National Weather Service United States Department of Commerce

This afternoon, a couple of pop-up showers and perhaps a thunderstorm are possible southeast of a Cameron to Palestine line. Later this afternoon and evening, a few storms may develop near a dryline and affect areas west of Highway 281. A strong storm or two would be possible with this activity which could produce hail and downburst winds. otherwise, it will be hot and humid with highs in the 90s or low 100s with heat index values a few degrees higher.
Low chances for rain continue on Thursday for parts of the region. In the afternoon hours, the most likely location for isolated to scattered showers and storms is across Central Texas. Some of these storms could become strong producing strong downburst winds. In the evening hours, a few thunderstorms are possible along and west of a line from Bowie to Eastland. These storms may occur as a weakening cluster of storms and may produce gusty winds.
The current stretch of dry weather (23 days) has matched or exceeded the previous longest dry streak of 2017 at both DFW and Waco. Previously, the longest period of no measurable rainfall was from late January through early February when both DFW and Waco were dry for over 3 weeks.

 
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North Texas Storm Data
prepared by the National Weather Service
in Fort Worth, TX

Preliminary Storm Data is posted between 60 and 90 days after the last day of the month.

This section of the Fort Worth National Weather Service Home Page contains unofficial information about storms that have occurred in North Texas. Material is organized by month, so readers should be  able to find the information wanted fairly quickly by simply knowing the approximate date of the event.

Storm Data is an official publication of the National Oceanic and Atmospheric Administration (NOAA), part of the Department of Commerce. NOAA prepares, funds, and distributes these official documents which are available by subscription. Subscription, pricing, and ordering information is available from: NOAA Logo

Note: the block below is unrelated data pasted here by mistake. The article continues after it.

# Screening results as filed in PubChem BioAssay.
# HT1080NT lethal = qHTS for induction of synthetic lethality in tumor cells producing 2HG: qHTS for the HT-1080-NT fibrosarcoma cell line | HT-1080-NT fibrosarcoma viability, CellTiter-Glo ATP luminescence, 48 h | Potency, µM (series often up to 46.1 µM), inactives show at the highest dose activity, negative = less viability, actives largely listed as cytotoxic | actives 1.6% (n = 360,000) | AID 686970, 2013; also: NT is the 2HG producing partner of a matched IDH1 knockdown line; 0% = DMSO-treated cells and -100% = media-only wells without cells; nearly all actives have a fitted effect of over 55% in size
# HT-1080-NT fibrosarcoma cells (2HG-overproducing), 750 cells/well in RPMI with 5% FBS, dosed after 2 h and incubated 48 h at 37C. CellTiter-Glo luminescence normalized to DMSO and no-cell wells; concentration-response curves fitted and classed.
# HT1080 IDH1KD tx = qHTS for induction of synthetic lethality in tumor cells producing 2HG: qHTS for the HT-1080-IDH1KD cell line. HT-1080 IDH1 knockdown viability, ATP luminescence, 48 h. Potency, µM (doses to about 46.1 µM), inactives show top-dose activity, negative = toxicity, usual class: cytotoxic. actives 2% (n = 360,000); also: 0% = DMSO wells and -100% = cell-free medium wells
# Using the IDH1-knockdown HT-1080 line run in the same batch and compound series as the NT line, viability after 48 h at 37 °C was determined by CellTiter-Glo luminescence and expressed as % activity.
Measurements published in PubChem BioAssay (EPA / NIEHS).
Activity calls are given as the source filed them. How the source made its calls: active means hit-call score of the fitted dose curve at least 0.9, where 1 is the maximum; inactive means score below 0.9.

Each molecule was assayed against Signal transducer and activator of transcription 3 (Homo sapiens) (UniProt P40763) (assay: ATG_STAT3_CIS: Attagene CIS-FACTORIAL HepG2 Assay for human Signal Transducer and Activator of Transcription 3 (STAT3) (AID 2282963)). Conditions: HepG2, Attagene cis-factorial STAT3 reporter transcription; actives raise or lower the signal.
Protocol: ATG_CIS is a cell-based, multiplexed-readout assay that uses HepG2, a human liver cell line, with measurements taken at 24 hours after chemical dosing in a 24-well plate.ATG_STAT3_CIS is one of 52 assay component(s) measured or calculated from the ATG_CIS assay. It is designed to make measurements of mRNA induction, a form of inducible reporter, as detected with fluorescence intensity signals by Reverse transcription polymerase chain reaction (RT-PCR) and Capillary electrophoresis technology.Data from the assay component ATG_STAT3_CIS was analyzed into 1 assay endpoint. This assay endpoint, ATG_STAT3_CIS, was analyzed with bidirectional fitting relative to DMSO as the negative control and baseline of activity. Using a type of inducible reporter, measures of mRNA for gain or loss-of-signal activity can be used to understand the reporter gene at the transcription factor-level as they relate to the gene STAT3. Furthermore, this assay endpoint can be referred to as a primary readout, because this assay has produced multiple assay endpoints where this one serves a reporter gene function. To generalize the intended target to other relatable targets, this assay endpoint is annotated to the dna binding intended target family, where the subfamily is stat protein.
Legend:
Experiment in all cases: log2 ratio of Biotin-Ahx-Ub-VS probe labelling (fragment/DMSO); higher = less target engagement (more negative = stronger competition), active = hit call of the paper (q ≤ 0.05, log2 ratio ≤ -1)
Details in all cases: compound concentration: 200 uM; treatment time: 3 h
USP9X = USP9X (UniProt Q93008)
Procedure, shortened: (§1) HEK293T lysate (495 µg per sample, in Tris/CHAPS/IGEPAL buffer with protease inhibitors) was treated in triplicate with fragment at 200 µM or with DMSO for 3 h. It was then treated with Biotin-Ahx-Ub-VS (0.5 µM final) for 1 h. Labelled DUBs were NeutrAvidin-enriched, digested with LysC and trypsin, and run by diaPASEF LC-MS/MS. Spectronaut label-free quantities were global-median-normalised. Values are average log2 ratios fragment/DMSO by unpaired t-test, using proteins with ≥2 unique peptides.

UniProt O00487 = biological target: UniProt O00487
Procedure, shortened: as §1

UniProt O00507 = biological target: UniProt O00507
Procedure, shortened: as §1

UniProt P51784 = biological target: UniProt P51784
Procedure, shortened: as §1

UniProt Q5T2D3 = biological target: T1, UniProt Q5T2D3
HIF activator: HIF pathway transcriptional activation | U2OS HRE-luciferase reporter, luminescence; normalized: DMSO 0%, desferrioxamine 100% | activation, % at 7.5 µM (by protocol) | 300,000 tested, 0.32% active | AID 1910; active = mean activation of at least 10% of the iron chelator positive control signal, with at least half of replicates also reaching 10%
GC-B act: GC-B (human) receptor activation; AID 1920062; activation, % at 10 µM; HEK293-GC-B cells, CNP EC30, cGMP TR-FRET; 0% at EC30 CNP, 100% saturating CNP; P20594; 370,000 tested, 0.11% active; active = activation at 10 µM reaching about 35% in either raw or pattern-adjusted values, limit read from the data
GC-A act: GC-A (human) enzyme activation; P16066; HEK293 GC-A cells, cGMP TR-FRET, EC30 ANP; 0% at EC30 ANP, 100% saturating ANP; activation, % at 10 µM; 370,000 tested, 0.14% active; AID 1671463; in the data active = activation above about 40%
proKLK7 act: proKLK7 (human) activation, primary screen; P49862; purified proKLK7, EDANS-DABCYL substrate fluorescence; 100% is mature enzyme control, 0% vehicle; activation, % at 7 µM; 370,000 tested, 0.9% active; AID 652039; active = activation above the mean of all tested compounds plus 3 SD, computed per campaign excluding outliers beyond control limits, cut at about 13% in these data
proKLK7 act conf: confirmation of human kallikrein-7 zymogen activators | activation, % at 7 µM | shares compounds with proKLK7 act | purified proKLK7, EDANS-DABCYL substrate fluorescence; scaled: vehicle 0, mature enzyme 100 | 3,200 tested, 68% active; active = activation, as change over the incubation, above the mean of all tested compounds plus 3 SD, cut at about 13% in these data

National Climatic Data Center
151 Patton Avenue
Asheville, NC 28801-5001
828-271-4800

The material presented here is collected and compiled by National Weather Service meteorologists at Fort Worth. This involves a variety of methods to collect information on storm events within the state of Texas. These sources include but are not limited to newspaper clippings, eyewitness reports, radar data, storm surveys, and storm spotter reports from amateur radio operators, law enforcement agencies, and emergency management organizations. Because of this involved process, preliminary Storm Data is posted between 60 and 90 days after the last day of the month.


When viewing this data, you will note various estimates of path length and width for tornadoes, as well as dollar estimates for damage to property and crops due to tornadoes, wind and/or hail. Please remember that it is very difficult for us to assign a dollar amount for damages, and many of these estimates are "educated guesses". At times, when it is not possible to assess an amount, a question mark (?), zero (0), or even a blank is put into this column. A zero (0) or blank does not necessarily mean no damage occurred, but rather an estimated dollar damage could not be determined, and the software used to develop these reports would not allow a question mark (?) as an entry.

 

Storm Data, in it's published form, includes a special section called 'Outstanding Storms of the Month' prepared by the Data Operations Branch of the National Climatic Data Center. This special feature includes photographs of storms and/or storm damage on especially noteworthy storms. Storm Data also includes periodic summaries, weather tables, and statistics prepared by the National Hurricane Center and the Storm Prediction Center.

Storm Data is intended to document storms and their impacts as completely as possible within the constraints of time and resources. However, due to the difficulties associated with the collection of this type of information, it is not all-inclusive. Information provided here should be considered preliminary until it is published in the official publication from the National Climatic Data Center.